For most women, however, ovarian cancer is a chronic disease, one that is treated and goes into remission for a while and then returns, is retreated, goes back into remission, and so on. Eventually, perhaps years or decades from the time of initial diagnosis, the patient will succumb to the disease or to complications of its treatment. With this in mind, a greater emphasis is naturally placed on “what happens along the way,” and the decisions made during these years or decades are enormously important.
As we emphasize repeatedly in this book, we firmly believe that the patient must be informed, as much as possible and as much as she desires, about the disease and about the treatment options and their side effects and outcomes. We are unshakably committed to patient self-determination. For a woman to determine what she wants, however, she must know what the choices are and what the results of such choices are. It is our obligation, as health care providers, to meet our patients “where they are,” to help them to prioritize their wishes and desires, and to develop individualized goals and agendas, while presenting them with the information they need to make decisions about what they do or don’t want. Only after all these events have occurred can the well-informed patient have true self-determination.
Quality of Life
Another concept we repeatedly focus on in this book is that of quality of life, often abbreviated as QOL. Simply defined, quality of life is how well a person feels about everything she is and everything that makes up her universe. It includes measurable factors such as the amount of pain or physical discomfort she is experiencing, but it is much, much more than that. Emotional, psychological, sexual, spiritual factors—all of them difficult to measure—are part of QOL.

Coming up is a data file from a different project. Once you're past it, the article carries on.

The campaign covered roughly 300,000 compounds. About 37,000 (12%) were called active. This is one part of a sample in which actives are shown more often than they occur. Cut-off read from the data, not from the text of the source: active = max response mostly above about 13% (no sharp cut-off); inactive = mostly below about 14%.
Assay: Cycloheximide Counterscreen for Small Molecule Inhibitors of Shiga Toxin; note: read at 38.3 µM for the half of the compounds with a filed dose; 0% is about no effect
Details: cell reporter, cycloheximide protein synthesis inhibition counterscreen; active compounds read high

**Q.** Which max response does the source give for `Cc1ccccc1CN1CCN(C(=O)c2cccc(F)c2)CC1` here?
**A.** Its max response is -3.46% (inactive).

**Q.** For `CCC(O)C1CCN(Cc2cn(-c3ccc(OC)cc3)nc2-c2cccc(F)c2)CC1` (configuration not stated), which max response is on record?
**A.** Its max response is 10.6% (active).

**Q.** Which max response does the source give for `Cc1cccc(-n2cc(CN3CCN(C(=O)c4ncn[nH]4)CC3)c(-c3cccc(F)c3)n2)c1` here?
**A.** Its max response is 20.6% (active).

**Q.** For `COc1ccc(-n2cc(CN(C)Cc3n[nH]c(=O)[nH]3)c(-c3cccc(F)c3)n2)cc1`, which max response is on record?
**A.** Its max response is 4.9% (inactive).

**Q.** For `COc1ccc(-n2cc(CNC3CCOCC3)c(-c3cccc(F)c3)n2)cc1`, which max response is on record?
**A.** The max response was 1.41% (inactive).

For many of our patients, the nausea, loss of hair, and pain cause less suffering than do certain fears about the future: what is going to happen to the patient’s three-year-old daughter, her frail life partner for whom she is the primary caregiver, or her own soul. Issues of quality of life must be addressed daily, if not minute by minute, when making decisions regarding treatments and other interventions. Many women are willing to trade a marked deterioration in their measurable QOL for a significant chance of a cure or a meaningful prolonging of life; few are willing to do the same for only a few additional months or weeks. Unfortunately, patients often are not informed that they have choices or that QOL can play a role in decision making. We believe that quality-of-life issues are the most important issues our patients face in exercising self-determination. One of our primary goals in our medical practice and in this book is to empower women to wrestle with these issues.
Robert E. Bristow, MD, MBA, FACOG, FACS, is the director of Gynecologic Oncology Services, the Philip J. DiSaia Chair of Gynecologic Oncology, Chief of the Division of Gynecologic Oncology, and a professor of obstetrics and gynecology at the University of California–Irvine. He is the coauthor of Surgery for Ovarian Cancer: Principles and Practice. Terri L. Cornelison, MD, PhD, FACOG, is the associate director for clinical research in the Office of Research on Women’s Health at the National Institutes of Health and an assistant professor of gynecology and obstetrics at the Johns Hopkins University School of Medicine. F. J. Montz, MD, KM, FACOG, FACS, was a professor of gynecology and obstetrics, surgery, and oncology at the Johns Hopkins Hospital and Medical Institutions.